Posts Tagged ‘TV Everywhere’

Impressions of IBC 2012: M&A, Cloud, Multi-Platform, 4K, Efficient Operations, CiaB, and the “Return of Grass Valley”

broadcast industry technology trends, broadcast industry trends, broadcast technology market research, content delivery, market research, technology trends | Posted by Joe Zaller
Sep 20 2012

A previous version of this article appeared in the “Tech Thursday” Spotlight Section of TVNewsCheck

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Against the backdrop of the ongoing European debt crisis and the afterglow of the 2012 Olympics, nearly 51,000 visitors made their way to Amsterdam for the annual IBC trade show. Major themes of the five-day broadcast technology jamboree included vendor consolidation, buzz about new technologies for multi-screen content delivery and social TV, futuristic technology demonstrations, and several important new product introductions.

The broadcast vendor community got a little less fragmented on the first morning of IBC, with a merger announcement by two Norway-based video transport technology providers — Nevion and T-VIPS

Although no additional deals were unveiled at the show, vendor consolidation was one of the most discussed themes at IBC, and according to statements made by some of the leading vendors, there is potentially a lot more consolidation on the way.   

Newly acquired Miranda technologies made its debut as a “Belden brand” at IBC, and Belden EVP Denis Suggs was on hand at the show to meet customers and explain his company’s vision for the broadcast industry, and why they decided to buy Miranda in one of the largest broadcast technology M&A deals in recent years. 

In a nutshell, Belden saw the opportunity to acquire a cash-generating company with a top-class management team that’s growing faster than the overall market and jumped at it. Including Miranda, Belden now generates approximately $450 million a year in broadcast-related revenue, making it one of the industry’s largest players, and it appears they are not done doing deals in this space. 

Suggs said Belden views Miranda as a platform from which is can further expand its broadcast industry operations, and that it intends to support Miranda’s existing plan for further acquisitions.

Grass Valley CEO Alain Andreoli echoed a similar sentiment at his company’s press conference. He said that Francisco Partners, the private equity firm that owns Grass Valley, has a $3 billion fund behind it and will support Grass Valley’s efforts to become an industry consolidators.

When the dust settles, he said, Grass Valley may not be the largest player, but it will certainly be in the top three. Last year, Grass Valley bought PubliTronic, a provider of channel-in-a-box (CiaB) technology, to gain a larger foothold in the playout market. Expect to see Grass Valley and other players making additional strategic moves that help them enter attractive new market spaces.

But most IBC M&A talk centered on Harris Broadcast, which is currently being divested by its parent company. Although rumors were flying at the show about who might buy the division, its executives were tight-lipped. Harris Broadcast President Harris Morris would only say that the deal is progressing according to plan, and is on track to be completed as soon as the end of 2012.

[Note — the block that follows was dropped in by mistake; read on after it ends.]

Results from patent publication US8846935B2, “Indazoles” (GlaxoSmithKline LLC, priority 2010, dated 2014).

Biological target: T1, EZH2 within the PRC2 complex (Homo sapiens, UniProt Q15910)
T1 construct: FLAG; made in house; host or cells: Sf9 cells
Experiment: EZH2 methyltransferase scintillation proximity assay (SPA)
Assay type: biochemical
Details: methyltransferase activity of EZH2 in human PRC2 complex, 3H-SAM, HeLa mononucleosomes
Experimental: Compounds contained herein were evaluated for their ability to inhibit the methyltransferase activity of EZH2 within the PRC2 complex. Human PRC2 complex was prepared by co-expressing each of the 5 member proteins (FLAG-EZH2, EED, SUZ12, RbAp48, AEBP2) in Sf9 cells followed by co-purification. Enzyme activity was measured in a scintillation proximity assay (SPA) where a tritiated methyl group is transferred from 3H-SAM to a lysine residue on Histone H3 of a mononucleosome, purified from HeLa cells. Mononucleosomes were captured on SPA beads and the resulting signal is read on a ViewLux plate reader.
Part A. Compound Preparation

New products and services based on cloud technology, multi-platform content delivery and social TV services dominated many demonstration and hallway conversations at IBC, particularly in the “Connected World” pavilion, where dozens of new and established firms displayed a host of products aimed at securing a place in this emerging ecosystem.

Despite the enthusiasm of vendors, many buyers publicly and privately expressed caution about the technology.

Critics of cloud technology cited immature technology, bandwidth limitations, security, and an unproven business case as barriers to its adoption. Likewise, broadcasters and content owners expressed concern over the “disconnect” between the desire of end-users to receive and consume video content on an ever-increasing number personal devices, and the ability of broadcasters to create sustainable and profitable multi-platform business models.

Cloud-based discussions at IBC ranged from real-world case studies of how EVS helped broadcasters set up private clouds to facilitate remote production of the Euro 2012 soccer championships and London Olympics, to practical solutions from Signiant and Aspera for managing the delivery of file-based content over IP-enabled and cloud-based infrastructure, to new solutions for cloud-based video production.

Cloud-based production is an emerging trend, but initiatives such as the ‘Adobe Anywhere’ initiative will prove to be a catalyst in this area. Taking cloud-based production to the “next level” are new firms like VC-backed start-up A-Frame, which is building from the ground-up a complete cloud-based video production environment that marries the experience of broadcast and post-production experts with forward-thinking IT-based software experts. 

On the multi-screen front, Ericsson introduced its first encoder based on HEVC/H.265 compression technology. The company says that its HEVC implementation offers the potential for users to reduce bandwidth by up to 50%, thereby enabling more efficient delivery of content over multiple platforms, including mobile networks.

Harmonic unveiled a new version of its ProMedia transcoder, aimed at enabling its customers to deliver an integrated multi-screen experience to their subscribers. Harmonic also introduced new members of its senior management team: CMO Peter Alexander, and CTO Krish Padmanabhan, who recently joined the company from Cisco and NetApp, respectively.